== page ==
In a visit to France many years ago, I noticed that just about every bistro and café featured some sort of free-form fruit tart. Much less formal than the classic heavily glazed, precisely fluted French fruit tart, these charming desserts consisted of a thin layer of fruit—often sliced and of a single variety—baked on top of a buttery, crisp crust. Instead of the straight, rigid sides you get from a tart pan, the edges of these tarts were just folded over onto the fruit. I was captivated by their simplicity.
To the delight of my friends and family—as well as the patrons of Chez Panisse, where I made desserts for many years—I began creating my own galettes, savory ones as well as sweet. Many galettes later, I’m still a fan of this rustic style of tart.
My galette dough is a wonder. Easy to mix and roll, it bakes up sturdy yet flaky. I usually make my dough in a stand mixer, but you can use a food processor or cut the butter into the flour with a pastry cutter, two knives, or even your fingers if they’re not so warm that they’ll melt the butter. For the best results, don’t cut the butter too small. Leave it in big, visible chunks—sugar-cube size is fine. You’ll see streaks of butter when you gather the dough into a disk, but don’t be alarmed. In the oven, those streaks of butter help to create light, flaky, buttery layers.
I love frangipane, so I frequently create desserts that satisfy my craving for this sweet, rich almond filling. My pineapple galette uses a layer of frangipane as a foil for the tangy, ripe fruit, but the frangipane serves another purpose as well; it absorbs some of the juices from the pineapple, keeping the crust from getting soggy and making the tart easier to slice. The crushed cookies in the plum tart do the same. There’s no barrier for my savory tart because its ingredients aren’t as moist and because the cornmeal crust holds up better.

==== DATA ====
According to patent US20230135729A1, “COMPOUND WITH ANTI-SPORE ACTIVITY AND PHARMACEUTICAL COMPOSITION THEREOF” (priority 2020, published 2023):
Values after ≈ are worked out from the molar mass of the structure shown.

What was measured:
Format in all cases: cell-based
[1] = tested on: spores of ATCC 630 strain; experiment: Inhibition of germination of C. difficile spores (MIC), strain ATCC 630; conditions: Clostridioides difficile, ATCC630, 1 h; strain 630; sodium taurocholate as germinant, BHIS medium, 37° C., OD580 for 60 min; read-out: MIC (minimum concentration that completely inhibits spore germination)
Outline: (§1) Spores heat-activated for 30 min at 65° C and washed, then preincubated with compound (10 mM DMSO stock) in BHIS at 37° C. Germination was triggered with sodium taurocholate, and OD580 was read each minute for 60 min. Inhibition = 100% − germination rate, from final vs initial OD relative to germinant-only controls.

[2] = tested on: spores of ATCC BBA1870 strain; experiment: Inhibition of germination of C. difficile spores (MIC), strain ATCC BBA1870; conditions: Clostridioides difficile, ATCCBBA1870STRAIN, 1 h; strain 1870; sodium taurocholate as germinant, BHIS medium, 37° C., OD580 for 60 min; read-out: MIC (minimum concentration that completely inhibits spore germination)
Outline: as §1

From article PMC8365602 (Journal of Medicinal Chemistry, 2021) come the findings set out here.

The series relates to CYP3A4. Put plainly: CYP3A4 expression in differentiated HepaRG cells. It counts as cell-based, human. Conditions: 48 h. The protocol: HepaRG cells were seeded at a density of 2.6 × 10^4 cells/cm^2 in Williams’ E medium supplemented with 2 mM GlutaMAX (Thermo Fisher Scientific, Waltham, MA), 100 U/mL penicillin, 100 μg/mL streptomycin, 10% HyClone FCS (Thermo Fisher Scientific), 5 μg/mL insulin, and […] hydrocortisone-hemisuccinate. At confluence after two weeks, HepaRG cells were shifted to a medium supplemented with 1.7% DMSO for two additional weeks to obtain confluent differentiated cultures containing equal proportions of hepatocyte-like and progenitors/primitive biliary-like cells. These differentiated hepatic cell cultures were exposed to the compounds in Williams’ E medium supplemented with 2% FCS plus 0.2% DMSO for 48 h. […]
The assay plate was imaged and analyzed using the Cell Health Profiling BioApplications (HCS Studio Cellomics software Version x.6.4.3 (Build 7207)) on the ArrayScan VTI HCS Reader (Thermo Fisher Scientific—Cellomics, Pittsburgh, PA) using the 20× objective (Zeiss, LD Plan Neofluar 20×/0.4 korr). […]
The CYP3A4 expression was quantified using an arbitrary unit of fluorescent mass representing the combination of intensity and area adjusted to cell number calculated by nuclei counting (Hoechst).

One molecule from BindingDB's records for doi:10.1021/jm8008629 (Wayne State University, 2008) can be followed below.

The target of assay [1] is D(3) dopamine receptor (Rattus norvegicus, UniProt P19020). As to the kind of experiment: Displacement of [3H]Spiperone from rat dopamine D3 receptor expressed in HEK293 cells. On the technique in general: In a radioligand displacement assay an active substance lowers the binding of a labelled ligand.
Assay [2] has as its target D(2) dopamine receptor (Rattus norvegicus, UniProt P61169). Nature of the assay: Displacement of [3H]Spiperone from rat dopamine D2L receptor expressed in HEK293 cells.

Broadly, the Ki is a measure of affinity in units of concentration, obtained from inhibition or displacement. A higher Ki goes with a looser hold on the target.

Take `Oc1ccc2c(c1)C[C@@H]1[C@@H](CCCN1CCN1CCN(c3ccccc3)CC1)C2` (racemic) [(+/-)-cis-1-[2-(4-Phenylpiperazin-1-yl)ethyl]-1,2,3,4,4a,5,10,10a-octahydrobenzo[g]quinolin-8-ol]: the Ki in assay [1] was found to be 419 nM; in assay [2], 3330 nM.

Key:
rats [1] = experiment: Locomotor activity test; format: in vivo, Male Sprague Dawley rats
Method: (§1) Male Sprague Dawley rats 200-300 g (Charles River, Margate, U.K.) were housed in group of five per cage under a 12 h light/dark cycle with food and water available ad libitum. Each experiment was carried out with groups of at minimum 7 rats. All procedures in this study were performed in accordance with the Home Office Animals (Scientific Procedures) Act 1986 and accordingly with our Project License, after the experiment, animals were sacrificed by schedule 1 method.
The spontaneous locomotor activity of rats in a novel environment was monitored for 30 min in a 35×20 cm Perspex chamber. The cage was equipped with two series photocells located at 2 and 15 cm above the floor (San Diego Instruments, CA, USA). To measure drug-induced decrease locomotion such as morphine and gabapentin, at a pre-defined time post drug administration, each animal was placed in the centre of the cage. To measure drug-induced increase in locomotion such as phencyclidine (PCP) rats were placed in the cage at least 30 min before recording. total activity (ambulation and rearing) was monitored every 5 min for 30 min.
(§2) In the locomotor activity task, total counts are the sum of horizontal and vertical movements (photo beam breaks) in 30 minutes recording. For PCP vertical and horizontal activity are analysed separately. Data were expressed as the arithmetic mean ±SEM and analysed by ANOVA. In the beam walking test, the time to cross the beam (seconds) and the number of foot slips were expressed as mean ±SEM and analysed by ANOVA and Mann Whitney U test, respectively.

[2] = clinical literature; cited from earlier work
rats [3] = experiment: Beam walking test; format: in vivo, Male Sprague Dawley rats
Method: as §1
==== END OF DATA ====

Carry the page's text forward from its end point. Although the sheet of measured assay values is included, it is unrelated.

The advantage of a galette is that it’s meant to be rustic so there’s no need to worry about creating picture-perfect edges of a perfectly even thickness. But you can play around with the look of your tart by varying the way you pleat the edges as you fold them in over the filling (see “Playing with pleating,” below). You can also create more or less crust by folding the edge in a little or a lot. A little means that most of what you see is the pretty fruit, but I’ve also seen some galettes that leave just the tiniest of openings for the fruit to peek out. I generally opt for folding the edge over by about two inches, which gives me a nice ratio of crust to the open face.
Because you’re folding a wide edge of dough onto a smaller part of the circle, the dough will pleat naturally. If you pay no mind to the following suggestions, chances are you will still wind up with a charming looking tart. But I thought I’d show you a few ways of folding just for fun.
Usually when I make a galette, I’ll make an extra disk of dough to store in the freezer (it will keep for up to two months if wrapped well) since it’s just as easy to make two as one. (Defrost frozen dough in the refrigerator for a day before using.) Once the galette is baked, however, I absolutely insist on serving it almost immediately, since the buttery flavor and aroma of the dough is most appealing when the galette is warm out of the oven. This can be trickier with dessert galettes: you don’t want to spend all of dinnertime making it. But, if you have your dough rolled out and your other components ready to go, all you have to do is assemble the galette—remembering that it doesn’t have to look perfect—and bake it. If you do make your galette ahead, reheat it before serving.
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